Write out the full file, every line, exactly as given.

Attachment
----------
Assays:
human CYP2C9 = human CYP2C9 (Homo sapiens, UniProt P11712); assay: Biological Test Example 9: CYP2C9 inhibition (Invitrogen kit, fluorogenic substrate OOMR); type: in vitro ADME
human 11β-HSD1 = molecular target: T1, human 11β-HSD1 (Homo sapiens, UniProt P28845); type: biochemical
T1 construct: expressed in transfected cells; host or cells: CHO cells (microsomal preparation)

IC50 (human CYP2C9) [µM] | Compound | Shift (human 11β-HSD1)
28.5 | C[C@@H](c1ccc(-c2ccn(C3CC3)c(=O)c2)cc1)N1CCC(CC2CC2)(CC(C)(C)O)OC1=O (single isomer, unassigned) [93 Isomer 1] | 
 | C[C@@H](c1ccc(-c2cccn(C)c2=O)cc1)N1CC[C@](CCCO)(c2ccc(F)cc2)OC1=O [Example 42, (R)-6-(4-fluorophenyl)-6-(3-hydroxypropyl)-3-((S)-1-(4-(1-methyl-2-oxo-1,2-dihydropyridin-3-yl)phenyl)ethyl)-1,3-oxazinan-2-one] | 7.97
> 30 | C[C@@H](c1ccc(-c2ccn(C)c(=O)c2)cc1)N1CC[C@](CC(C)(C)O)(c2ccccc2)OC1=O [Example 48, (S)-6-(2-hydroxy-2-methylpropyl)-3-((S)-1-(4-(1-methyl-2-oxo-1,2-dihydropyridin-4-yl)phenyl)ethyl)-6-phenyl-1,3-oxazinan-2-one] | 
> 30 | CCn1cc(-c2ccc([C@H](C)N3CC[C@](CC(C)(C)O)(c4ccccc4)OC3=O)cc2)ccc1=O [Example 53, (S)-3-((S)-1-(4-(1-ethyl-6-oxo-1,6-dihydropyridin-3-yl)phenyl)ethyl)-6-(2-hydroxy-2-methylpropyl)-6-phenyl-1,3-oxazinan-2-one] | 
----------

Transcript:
Assays:
human CYP2C9 = human CYP2C9 (Homo sapiens, UniProt P11712); assay: Biological Test Example 9: CYP2C9 inhibition (Invitrogen kit, fluorogenic substrate OOMR); type: in vitro ADME
human 11β-HSD1 = molecular target: T1, human 11β-HSD1 (Homo sapiens, UniProt P28845); type: biochemical
T1 construct: expressed in transfected cells; host or cells: CHO cells (microsomal preparation)

IC50 (human CYP2C9) [µM] | Compound | Shift (human 11β-HSD1)
28.5 | C[C@@H](c1ccc(-c2ccn(C3CC3)c(=O)c2)cc1)N1CCC(CC2CC2)(CC(C)(C)O)OC1=O (single isomer, unassigned) [93 Isomer 1] | 
 | C[C@@H](c1ccc(-c2cccn(C)c2=O)cc1)N1CC[C@](CCCO)(c2ccc(F)cc2)OC1=O [Example 42, (R)-6-(4-fluorophenyl)-6-(3-hydroxypropyl)-3-((S)-1-(4-(1-methyl-2-oxo-1,2-dihydropyridin-3-yl)phenyl)ethyl)-1,3-oxazinan-2-one] | 7.97
> 30 | C[C@@H](c1ccc(-c2ccn(C)c(=O)c2)cc1)N1CC[C@](CC(C)(C)O)(c2ccccc2)OC1=O [Example 48, (S)-6-(2-hydroxy-2-methylpropyl)-3-((S)-1-(4-(1-methyl-2-oxo-1,2-dihydropyridin-4-yl)phenyl)ethyl)-6-phenyl-1,3-oxazinan-2-one] | 
> 30 | CCn1cc(-c2ccc([C@H](C)N3CC[C@](CC(C)(C)O)(c4ccccc4)OC3=O)cc2)ccc1=O [Example 53, (S)-3-((S)-1-(4-(1-ethyl-6-oxo-1,6-dihydropyridin-3-yl)phenyl)ethyl)-6-(2-hydroxy-2-methylpropyl)-6-phenyl-1,3-oxazinan-2-one] | 